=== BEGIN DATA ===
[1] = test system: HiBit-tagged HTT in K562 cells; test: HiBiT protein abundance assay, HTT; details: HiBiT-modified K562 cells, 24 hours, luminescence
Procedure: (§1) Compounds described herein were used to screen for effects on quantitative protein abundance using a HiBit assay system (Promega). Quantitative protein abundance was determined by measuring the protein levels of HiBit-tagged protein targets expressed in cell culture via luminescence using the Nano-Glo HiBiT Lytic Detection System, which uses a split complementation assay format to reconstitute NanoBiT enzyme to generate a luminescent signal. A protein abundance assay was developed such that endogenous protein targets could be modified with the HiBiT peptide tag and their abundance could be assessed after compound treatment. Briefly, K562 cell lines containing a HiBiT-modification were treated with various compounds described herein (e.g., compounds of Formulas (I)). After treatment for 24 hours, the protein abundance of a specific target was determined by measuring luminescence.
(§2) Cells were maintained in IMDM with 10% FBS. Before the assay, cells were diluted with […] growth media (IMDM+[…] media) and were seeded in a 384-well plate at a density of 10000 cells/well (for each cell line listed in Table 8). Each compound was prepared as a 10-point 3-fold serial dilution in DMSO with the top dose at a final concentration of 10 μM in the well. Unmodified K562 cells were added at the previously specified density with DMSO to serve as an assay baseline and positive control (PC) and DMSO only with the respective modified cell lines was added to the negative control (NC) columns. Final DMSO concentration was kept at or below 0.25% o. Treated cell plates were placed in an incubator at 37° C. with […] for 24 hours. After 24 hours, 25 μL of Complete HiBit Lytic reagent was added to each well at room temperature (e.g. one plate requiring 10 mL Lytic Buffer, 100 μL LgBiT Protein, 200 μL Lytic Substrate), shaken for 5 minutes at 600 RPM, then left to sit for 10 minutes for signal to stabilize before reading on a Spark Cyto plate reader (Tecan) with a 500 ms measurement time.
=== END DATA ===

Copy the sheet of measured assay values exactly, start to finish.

[1] = test system: HiBit-tagged HTT in K562 cells; test: HiBiT protein abundance assay, HTT; details: HiBiT-modified K562 cells, 24 hours, luminescence
Procedure: (§1) Compounds described herein were used to screen for effects on quantitative protein abundance using a HiBit assay system (Promega). Quantitative protein abundance was determined by measuring the protein levels of HiBit-tagged protein targets expressed in cell culture via luminescence using the Nano-Glo HiBiT Lytic Detection System, which uses a split complementation assay format to reconstitute NanoBiT enzyme to generate a luminescent signal. A protein abundance assay was developed such that endogenous protein targets could be modified with the HiBiT peptide tag and their abundance could be assessed after compound treatment. Briefly, K562 cell lines containing a HiBiT-modification were treated with various compounds described herein (e.g., compounds of Formulas (I)). After treatment for 24 hours, the protein abundance of a specific target was determined by measuring luminescence.
(§2) Cells were maintained in IMDM with 10% FBS. Before the assay, cells were diluted with […] growth media (IMDM+[…] media) and were seeded in a 384-well plate at a density of 10000 cells/well (for each cell line listed in Table 8). Each compound was prepared as a 10-point 3-fold serial dilution in DMSO with the top dose at a final concentration of 10 μM in the well. Unmodified K562 cells were added at the previously specified density with DMSO to serve as an assay baseline and positive control (PC) and DMSO only with the respective modified cell lines was added to the negative control (NC) columns. Final DMSO concentration was kept at or below 0.25% o. Treated cell plates were placed in an incubator at 37° C. with […] for 24 hours. After 24 hours, 25 μL of Complete HiBit Lytic reagent was added to each well at room temperature (e.g. one plate requiring 10 mL Lytic Buffer, 100 μL LgBiT Protein, 200 μL Lytic Substrate), shaken for 5 minutes at 600 RPM, then left to sit for 10 minutes for signal to stabilize before reading on a Spark Cyto plate reader (Tecan) with a 500 ms measurement time.